(Bloomberg) — U.S. stocks fluctuated while Treasuries fell as Federal Reserve Chair Janet Yellen told lawmakers the central bank must press on with stimulus. The pound gained, oil slid and corn dropped to near a four-year low.
The Standard & Poor’s 500 Index fell less than 0.1 percent at 10:31 a.m. in New York. The Russell 2000 Index of small companies sank 0.6 percent after a Fed report said valuations of some biotechnology and social media stocks may be “stretched.” JPMorgan Chase & Co. and Goldman Sachs Group Inc. rose at least 0.8 percent after the banks reported better-than-estimated earnings. U.S. crude fell below $100 a barrel for the first time since May. The yield on 10-year Treasury notes fell to near the lowest in six weeks. Corn fell 0.8 percent.
Yellen said in her semi-annual testimony to Congress that “significant slack” remains in labor markets and inflation is still below the Fed’s goal. Retail sales data today showed a broad-based increase in June, which probably helped the U.S. economy rebound in the second quarter. JPMorgan Chase said second-quarter profit beat estimates and Goldman Sachs reported a surprise increase in earnings.
“A tremendous amount of labor slack as well as a below-trend economy equates to a dovish Fed,” Chad Morganlander, a money manager at St. Louis-based Stifel, Nicolaus & Co., which oversees about $160 billion, said in a phone interview. “She’s already given out the playbook that her economic dashboard isn’t lighting up all green. The economy still has a ways to go.”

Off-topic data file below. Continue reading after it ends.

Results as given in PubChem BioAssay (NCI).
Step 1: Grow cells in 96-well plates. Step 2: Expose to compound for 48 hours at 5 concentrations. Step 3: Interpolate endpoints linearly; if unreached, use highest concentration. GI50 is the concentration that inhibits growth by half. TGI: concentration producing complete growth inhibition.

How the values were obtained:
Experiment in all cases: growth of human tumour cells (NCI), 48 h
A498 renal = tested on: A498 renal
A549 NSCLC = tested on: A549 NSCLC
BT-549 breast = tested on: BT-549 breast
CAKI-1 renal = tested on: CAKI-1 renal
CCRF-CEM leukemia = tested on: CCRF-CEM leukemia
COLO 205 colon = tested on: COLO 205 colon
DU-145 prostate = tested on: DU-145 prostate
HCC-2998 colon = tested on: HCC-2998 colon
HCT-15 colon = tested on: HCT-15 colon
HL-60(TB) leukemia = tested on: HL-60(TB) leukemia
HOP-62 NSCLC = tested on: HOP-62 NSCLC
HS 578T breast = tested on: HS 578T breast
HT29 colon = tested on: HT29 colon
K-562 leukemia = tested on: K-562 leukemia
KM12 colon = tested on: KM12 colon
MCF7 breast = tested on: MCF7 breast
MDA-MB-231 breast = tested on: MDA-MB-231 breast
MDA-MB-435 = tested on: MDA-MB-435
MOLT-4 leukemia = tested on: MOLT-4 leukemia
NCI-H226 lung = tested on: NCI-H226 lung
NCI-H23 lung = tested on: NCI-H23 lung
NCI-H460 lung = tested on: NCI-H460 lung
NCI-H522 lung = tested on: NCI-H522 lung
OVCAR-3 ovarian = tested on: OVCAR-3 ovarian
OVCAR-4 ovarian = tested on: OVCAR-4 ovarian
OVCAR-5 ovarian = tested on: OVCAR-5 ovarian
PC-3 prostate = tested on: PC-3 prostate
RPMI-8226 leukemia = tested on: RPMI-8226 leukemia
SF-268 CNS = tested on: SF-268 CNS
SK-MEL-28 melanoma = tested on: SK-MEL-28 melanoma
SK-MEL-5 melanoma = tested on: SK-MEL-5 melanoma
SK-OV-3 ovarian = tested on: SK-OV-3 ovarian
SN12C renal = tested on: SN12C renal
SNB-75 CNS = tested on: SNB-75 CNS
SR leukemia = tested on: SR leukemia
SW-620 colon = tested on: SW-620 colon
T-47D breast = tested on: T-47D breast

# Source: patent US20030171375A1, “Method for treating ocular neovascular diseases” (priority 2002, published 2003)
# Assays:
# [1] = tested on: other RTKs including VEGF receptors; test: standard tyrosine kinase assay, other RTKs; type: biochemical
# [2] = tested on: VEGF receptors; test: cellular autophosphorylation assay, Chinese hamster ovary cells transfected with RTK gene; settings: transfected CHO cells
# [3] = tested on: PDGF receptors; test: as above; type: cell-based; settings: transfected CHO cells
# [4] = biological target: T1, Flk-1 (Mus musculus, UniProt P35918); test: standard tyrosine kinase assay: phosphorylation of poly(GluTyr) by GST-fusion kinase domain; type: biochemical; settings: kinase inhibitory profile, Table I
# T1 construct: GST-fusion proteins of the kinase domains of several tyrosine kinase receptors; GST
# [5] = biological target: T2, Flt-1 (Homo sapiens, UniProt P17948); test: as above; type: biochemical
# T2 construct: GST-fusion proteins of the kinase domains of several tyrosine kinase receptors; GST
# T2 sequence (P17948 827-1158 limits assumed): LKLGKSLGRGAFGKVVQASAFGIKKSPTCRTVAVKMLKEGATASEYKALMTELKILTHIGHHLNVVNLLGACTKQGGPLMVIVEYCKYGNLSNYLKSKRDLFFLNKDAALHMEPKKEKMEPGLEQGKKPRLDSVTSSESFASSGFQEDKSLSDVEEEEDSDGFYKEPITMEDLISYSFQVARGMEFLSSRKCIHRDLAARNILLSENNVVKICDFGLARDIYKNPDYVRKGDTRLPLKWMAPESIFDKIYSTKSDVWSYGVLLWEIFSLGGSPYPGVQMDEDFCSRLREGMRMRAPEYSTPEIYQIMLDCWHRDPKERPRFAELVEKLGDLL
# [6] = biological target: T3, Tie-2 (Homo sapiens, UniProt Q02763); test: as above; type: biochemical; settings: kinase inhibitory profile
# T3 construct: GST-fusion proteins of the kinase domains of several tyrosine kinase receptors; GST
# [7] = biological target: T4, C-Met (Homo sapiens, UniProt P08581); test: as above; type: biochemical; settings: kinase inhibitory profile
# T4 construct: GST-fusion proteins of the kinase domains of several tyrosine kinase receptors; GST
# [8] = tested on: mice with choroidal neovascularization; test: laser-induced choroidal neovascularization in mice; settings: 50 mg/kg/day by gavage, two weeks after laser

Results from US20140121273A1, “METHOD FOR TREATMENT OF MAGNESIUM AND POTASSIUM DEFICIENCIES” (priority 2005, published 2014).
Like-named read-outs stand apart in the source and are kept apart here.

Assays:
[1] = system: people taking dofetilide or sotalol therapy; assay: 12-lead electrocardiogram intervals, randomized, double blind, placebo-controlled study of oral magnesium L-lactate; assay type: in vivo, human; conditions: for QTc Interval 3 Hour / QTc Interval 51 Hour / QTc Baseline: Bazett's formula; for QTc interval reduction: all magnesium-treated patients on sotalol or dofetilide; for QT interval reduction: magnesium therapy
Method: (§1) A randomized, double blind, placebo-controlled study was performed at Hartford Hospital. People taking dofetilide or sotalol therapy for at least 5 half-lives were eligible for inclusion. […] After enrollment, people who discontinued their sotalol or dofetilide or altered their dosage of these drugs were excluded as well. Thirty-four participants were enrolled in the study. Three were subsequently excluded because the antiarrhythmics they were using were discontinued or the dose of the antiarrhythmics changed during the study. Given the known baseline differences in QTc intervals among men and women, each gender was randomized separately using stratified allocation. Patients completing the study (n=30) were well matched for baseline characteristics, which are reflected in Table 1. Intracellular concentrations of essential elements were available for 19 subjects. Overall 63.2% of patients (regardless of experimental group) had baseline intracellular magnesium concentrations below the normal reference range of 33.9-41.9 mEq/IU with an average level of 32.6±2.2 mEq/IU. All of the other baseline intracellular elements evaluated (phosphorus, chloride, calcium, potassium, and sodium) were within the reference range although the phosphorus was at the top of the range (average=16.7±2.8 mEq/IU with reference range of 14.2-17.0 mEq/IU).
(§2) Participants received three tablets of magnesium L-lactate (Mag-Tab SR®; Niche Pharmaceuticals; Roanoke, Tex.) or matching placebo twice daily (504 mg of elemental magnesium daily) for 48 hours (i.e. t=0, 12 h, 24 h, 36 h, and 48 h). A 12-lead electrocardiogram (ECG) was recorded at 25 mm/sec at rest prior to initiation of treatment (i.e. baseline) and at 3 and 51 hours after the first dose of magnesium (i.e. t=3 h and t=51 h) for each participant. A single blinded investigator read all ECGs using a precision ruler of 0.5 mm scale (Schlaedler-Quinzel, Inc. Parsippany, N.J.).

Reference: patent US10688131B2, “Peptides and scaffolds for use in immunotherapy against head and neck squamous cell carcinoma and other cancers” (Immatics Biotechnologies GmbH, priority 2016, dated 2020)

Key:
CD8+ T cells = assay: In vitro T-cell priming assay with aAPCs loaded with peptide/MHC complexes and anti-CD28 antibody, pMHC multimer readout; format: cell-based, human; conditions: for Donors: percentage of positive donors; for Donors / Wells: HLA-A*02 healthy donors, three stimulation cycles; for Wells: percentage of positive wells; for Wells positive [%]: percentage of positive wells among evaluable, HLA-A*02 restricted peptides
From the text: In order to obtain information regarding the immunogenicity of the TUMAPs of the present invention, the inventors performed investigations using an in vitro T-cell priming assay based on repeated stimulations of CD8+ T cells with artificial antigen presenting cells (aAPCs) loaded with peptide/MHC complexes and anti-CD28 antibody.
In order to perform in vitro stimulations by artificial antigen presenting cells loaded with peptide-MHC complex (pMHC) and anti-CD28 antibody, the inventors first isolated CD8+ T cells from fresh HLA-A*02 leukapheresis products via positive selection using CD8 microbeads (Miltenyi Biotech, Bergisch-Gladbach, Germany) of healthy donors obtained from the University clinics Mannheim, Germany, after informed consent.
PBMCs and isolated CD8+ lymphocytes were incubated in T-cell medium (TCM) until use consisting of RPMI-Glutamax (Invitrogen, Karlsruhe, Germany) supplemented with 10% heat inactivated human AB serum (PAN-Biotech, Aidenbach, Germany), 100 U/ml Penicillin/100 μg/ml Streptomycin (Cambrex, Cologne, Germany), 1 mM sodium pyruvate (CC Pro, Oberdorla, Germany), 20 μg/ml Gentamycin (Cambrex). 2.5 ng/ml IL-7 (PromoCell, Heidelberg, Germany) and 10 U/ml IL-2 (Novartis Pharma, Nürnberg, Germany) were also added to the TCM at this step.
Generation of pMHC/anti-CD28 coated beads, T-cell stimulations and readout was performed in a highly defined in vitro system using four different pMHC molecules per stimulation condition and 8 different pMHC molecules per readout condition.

Yellen repeated her comments from last month that the Fed will keep interest rates low for a considerable time after ending its asset-purchase program, even as it saw improvements in the economy and labor market.
“A high degree of monetary policy accommodation remains appropriate,” Yellen said today in testimony prepared for delivery to the Senate Banking Committee. ‘‘Although the economy continues to improve, the recovery is not yet complete.’’
U.S. retail sales rose 0.2 percent in June after a 0.5 percent advance in May that was larger than previously reported, Commerce Department figures showed today in Washington. The New York Fed’s Empire manufacturing report unexpectedly rose to 25.6 for this month from 19.28 last month. The S&P 500 climbed 0.5 percent yesterday, the most since July 3, to rebound from its worst week since April. Profit at S&P 500 companies probably rose 4.5 percent in the three months through June while sales advanced 3.1 percent, analyst estimates compiled by Bloomberg show.
JPMorgan Chase climbed 3.9 percent and Goldman Sachs rose 0.8 percent to lead an index of banks to the biggest advance in the S&P 500. Both firms reported fixed-income revenue that topped estimates. Banks have seen profits hurt in recent quarters as the Fed slows its bond buying and fixed-income clients make fewer bets amid low volatility.
Wells Fargo & Co., the most valuable U.S. bank, posted second-quarter profit last week that rose 3.8 percent on lower credit costs, while Citigroup Inc. said yesterday that net income fell 96 percent as the company agreed to pay $7 billion to resolve a mortgage-related probe. Bank of America Corp., the second-biggest U.S. lender by assets, is scheduled to report results tomorrow.
Lorillard Inc. dropped 7.3 percent after Reynolds American Inc. reached an agreement to buy its rival for $27.4 billion including debt. Reynolds lost 3.4 percent.
The Stoxx Europe 600 Index was little changed after yesterday rallying the most in a week. Software AG declined 17 percent after the German company lowered its operating-margin forecast, dragging technology companies down for the second- biggest decline among 19 industry groups. Draegerwerk AG slumped 18 percent after the German maker of medical equipment cut its projection for sales growth.